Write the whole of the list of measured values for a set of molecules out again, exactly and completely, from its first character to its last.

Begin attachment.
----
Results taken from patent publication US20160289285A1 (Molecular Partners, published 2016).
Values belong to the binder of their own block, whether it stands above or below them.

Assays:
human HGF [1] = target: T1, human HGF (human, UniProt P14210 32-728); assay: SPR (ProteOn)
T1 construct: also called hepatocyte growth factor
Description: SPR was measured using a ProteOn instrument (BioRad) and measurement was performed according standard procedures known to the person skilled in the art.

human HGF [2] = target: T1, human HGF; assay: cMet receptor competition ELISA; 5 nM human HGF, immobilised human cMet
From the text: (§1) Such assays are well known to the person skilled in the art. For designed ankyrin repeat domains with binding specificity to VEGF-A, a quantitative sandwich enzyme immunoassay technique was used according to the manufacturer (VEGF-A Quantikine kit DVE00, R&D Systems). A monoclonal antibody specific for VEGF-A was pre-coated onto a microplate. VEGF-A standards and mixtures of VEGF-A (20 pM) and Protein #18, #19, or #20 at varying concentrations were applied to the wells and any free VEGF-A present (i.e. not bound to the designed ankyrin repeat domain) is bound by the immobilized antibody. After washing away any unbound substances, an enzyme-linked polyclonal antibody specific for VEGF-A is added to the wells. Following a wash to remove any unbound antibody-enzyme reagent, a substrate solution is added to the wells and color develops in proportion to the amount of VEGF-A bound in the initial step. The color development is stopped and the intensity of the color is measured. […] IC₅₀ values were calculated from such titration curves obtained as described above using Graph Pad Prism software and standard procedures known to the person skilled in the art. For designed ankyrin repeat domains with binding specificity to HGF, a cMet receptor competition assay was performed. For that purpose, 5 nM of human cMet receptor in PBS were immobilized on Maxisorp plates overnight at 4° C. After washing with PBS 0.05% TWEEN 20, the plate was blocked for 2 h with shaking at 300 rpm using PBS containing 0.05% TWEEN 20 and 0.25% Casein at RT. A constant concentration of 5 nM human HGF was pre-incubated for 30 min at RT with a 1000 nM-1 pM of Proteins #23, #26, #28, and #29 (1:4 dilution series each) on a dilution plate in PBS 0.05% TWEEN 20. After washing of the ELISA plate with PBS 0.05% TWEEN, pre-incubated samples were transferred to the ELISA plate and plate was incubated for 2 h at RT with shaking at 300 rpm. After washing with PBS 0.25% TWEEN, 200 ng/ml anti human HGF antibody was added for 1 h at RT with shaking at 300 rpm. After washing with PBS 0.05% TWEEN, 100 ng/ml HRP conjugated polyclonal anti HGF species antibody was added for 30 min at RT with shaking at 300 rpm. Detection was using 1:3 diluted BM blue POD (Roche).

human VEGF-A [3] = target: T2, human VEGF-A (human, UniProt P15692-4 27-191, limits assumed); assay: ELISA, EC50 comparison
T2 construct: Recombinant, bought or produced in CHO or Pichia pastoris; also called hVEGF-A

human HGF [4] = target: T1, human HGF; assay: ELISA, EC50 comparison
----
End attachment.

Results taken from patent publication US20160289285A1 (Molecular Partners, published 2016).
Values belong to the binder of their own block, whether it stands above or below them.

Assays:
human HGF [1] = target: T1, human HGF (human, UniProt P14210 32-728); assay: SPR (ProteOn)
T1 construct: also called hepatocyte growth factor
Description: SPR was measured using a ProteOn instrument (BioRad) and measurement was performed according standard procedures known to the person skilled in the art.

human HGF [2] = target: T1, human HGF; assay: cMet receptor competition ELISA; 5 nM human HGF, immobilised human cMet
From the text: (§1) Such assays are well known to the person skilled in the art. For designed ankyrin repeat domains with binding specificity to VEGF-A, a quantitative sandwich enzyme immunoassay technique was used according to the manufacturer (VEGF-A Quantikine kit DVE00, R&D Systems). A monoclonal antibody specific for VEGF-A was pre-coated onto a microplate. VEGF-A standards and mixtures of VEGF-A (20 pM) and Protein #18, #19, or #20 at varying concentrations were applied to the wells and any free VEGF-A present (i.e. not bound to the designed ankyrin repeat domain) is bound by the immobilized antibody. After washing away any unbound substances, an enzyme-linked polyclonal antibody specific for VEGF-A is added to the wells. Following a wash to remove any unbound antibody-enzyme reagent, a substrate solution is added to the wells and color develops in proportion to the amount of VEGF-A bound in the initial step. The color development is stopped and the intensity of the color is measured. […] IC₅₀ values were calculated from such titration curves obtained as described above using Graph Pad Prism software and standard procedures known to the person skilled in the art. For designed ankyrin repeat domains with binding specificity to HGF, a cMet receptor competition assay was performed. For that purpose, 5 nM of human cMet receptor in PBS were immobilized on Maxisorp plates overnight at 4° C. After washing with PBS 0.05% TWEEN 20, the plate was blocked for 2 h with shaking at 300 rpm using PBS containing 0.05% TWEEN 20 and 0.25% Casein at RT. A constant concentration of 5 nM human HGF was pre-incubated for 30 min at RT with a 1000 nM-1 pM of Proteins #23, #26, #28, and #29 (1:4 dilution series each) on a dilution plate in PBS 0.05% TWEEN 20. After washing of the ELISA plate with PBS 0.05% TWEEN, pre-incubated samples were transferred to the ELISA plate and plate was incubated for 2 h at RT with shaking at 300 rpm. After washing with PBS 0.25% TWEEN, 200 ng/ml anti human HGF antibody was added for 1 h at RT with shaking at 300 rpm. After washing with PBS 0.05% TWEEN, 100 ng/ml HRP conjugated polyclonal anti HGF species antibody was added for 30 min at RT with shaking at 300 rpm. Detection was using 1:3 diluted BM blue POD (Roche).

human VEGF-A [3] = target: T2, human VEGF-A (human, UniProt P15692-4 27-191, limits assumed); assay: ELISA, EC50 comparison
T2 construct: Recombinant, bought or produced in CHO or Pichia pastoris; also called hVEGF-A

human HGF [4] = target: T1, human HGF; assay: ELISA, EC50 comparison